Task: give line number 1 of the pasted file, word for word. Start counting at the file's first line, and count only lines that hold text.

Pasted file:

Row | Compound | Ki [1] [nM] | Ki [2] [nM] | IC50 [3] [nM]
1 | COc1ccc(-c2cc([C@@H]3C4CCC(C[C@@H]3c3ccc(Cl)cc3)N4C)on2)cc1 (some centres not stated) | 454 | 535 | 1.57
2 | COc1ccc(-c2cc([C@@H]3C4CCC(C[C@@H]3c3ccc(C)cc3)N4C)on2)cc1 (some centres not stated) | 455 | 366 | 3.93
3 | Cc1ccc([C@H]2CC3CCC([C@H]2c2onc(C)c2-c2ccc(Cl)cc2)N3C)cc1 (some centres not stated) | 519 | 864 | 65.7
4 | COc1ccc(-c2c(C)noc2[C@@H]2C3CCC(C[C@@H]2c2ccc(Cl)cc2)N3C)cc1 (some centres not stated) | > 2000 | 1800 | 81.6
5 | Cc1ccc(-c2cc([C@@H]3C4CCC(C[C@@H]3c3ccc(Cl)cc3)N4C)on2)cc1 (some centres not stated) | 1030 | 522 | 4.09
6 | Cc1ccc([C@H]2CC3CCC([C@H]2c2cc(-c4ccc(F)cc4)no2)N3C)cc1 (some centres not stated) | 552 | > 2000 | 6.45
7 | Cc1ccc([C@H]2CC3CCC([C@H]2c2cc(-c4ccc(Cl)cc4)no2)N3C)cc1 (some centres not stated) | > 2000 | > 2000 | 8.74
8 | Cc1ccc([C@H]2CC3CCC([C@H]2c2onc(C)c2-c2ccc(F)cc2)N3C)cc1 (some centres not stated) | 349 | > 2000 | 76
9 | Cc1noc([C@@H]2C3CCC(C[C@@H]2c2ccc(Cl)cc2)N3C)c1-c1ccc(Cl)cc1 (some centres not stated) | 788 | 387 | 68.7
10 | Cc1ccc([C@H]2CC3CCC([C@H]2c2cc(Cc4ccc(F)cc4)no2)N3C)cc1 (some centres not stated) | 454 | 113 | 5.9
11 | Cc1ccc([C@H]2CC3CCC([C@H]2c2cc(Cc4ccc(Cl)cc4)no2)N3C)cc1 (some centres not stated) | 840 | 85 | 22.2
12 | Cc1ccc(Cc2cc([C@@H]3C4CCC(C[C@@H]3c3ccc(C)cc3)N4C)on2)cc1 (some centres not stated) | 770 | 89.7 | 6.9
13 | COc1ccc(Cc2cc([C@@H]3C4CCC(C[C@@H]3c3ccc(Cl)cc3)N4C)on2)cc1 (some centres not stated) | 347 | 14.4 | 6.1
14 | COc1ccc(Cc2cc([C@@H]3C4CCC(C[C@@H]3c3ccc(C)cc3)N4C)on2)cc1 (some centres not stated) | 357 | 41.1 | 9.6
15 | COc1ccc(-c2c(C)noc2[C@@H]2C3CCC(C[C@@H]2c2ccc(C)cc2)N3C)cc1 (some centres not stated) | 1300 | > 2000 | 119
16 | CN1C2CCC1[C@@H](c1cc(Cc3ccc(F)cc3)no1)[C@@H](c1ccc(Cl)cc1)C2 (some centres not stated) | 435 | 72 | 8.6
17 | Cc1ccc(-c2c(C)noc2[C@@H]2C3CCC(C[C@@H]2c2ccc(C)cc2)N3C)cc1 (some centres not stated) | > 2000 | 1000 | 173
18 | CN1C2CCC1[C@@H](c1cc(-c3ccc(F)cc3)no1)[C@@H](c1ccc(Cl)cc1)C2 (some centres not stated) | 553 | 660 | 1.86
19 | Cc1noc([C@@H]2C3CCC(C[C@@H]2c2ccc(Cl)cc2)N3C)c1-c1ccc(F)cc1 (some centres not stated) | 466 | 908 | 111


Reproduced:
Row | Compound | Ki [1] [nM] | Ki [2] [nM] | IC50 [3] [nM]